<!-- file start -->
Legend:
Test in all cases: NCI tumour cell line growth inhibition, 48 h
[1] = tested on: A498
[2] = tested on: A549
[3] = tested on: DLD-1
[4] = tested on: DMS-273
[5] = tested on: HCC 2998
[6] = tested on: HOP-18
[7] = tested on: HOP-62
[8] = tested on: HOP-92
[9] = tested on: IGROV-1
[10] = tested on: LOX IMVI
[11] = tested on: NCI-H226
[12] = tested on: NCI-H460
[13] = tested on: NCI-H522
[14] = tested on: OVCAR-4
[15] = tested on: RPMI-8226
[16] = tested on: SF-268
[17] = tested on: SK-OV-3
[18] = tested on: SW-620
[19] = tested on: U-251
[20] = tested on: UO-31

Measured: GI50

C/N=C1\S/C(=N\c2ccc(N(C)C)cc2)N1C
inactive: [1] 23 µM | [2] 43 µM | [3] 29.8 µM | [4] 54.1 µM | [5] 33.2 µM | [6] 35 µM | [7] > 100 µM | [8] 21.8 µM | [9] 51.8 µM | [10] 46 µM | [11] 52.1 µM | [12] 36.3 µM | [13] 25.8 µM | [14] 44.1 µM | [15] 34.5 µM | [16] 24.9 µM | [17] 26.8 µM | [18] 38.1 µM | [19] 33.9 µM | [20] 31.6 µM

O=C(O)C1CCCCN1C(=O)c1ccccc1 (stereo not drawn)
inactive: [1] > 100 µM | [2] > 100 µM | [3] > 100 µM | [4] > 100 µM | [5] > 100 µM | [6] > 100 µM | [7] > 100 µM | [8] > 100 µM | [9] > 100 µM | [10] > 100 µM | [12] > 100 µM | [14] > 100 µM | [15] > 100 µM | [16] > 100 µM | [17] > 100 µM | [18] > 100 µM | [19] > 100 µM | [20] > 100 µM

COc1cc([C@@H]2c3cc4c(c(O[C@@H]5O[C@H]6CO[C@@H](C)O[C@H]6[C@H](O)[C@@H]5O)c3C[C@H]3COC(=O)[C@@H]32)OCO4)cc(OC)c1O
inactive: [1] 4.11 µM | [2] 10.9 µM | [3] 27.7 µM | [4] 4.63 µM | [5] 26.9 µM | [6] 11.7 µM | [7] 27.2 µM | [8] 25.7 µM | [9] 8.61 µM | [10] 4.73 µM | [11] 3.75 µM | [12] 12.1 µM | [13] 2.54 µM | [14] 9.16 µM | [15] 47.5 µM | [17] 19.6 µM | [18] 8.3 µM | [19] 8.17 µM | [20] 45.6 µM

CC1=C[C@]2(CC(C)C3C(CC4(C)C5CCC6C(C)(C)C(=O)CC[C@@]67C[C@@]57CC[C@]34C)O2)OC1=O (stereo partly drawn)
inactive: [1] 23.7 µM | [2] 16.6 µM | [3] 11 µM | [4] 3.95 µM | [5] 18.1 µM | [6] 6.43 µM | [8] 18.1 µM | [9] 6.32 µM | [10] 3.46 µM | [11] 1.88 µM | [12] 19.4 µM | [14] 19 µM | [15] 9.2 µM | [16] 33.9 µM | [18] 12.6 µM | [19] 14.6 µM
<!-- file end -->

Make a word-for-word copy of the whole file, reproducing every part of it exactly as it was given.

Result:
Legend:
Test in all cases: NCI tumour cell line growth inhibition, 48 h
[1] = tested on: A498
[2] = tested on: A549
[3] = tested on: DLD-1
[4] = tested on: DMS-273
[5] = tested on: HCC 2998
[6] = tested on: HOP-18
[7] = tested on: HOP-62
[8] = tested on: HOP-92
[9] = tested on: IGROV-1
[10] = tested on: LOX IMVI
[11] = tested on: NCI-H226
[12] = tested on: NCI-H460
[13] = tested on: NCI-H522
[14] = tested on: OVCAR-4
[15] = tested on: RPMI-8226
[16] = tested on: SF-268
[17] = tested on: SK-OV-3
[18] = tested on: SW-620
[19] = tested on: U-251
[20] = tested on: UO-31

Measured: GI50

C/N=C1\S/C(=N\c2ccc(N(C)C)cc2)N1C
inactive: [1] 23 µM | [2] 43 µM | [3] 29.8 µM | [4] 54.1 µM | [5] 33.2 µM | [6] 35 µM | [7] > 100 µM | [8] 21.8 µM | [9] 51.8 µM | [10] 46 µM | [11] 52.1 µM | [12] 36.3 µM | [13] 25.8 µM | [14] 44.1 µM | [15] 34.5 µM | [16] 24.9 µM | [17] 26.8 µM | [18] 38.1 µM | [19] 33.9 µM | [20] 31.6 µM

O=C(O)C1CCCCN1C(=O)c1ccccc1 (stereo not drawn)
inactive: [1] > 100 µM | [2] > 100 µM | [3] > 100 µM | [4] > 100 µM | [5] > 100 µM | [6] > 100 µM | [7] > 100 µM | [8] > 100 µM | [9] > 100 µM | [10] > 100 µM | [12] > 100 µM | [14] > 100 µM | [15] > 100 µM | [16] > 100 µM | [17] > 100 µM | [18] > 100 µM | [19] > 100 µM | [20] > 100 µM

COc1cc([C@@H]2c3cc4c(c(O[C@@H]5O[C@H]6CO[C@@H](C)O[C@H]6[C@H](O)[C@@H]5O)c3C[C@H]3COC(=O)[C@@H]32)OCO4)cc(OC)c1O
inactive: [1] 4.11 µM | [2] 10.9 µM | [3] 27.7 µM | [4] 4.63 µM | [5] 26.9 µM | [6] 11.7 µM | [7] 27.2 µM | [8] 25.7 µM | [9] 8.61 µM | [10] 4.73 µM | [11] 3.75 µM | [12] 12.1 µM | [13] 2.54 µM | [14] 9.16 µM | [15] 47.5 µM | [17] 19.6 µM | [18] 8.3 µM | [19] 8.17 µM | [20] 45.6 µM

CC1=C[C@]2(CC(C)C3C(CC4(C)C5CCC6C(C)(C)C(=O)CC[C@@]67C[C@@]57CC[C@]34C)O2)OC1=O (stereo partly drawn)
inactive: [1] 23.7 µM | [2] 16.6 µM | [3] 11 µM | [4] 3.95 µM | [5] 18.1 µM | [6] 6.43 µM | [8] 18.1 µM | [9] 6.32 µM | [10] 3.46 µM | [11] 1.88 µM | [12] 19.4 µM | [14] 19 µM | [15] 9.2 µM | [16] 33.9 µM | [18] 12.6 µM | [19] 14.6 µM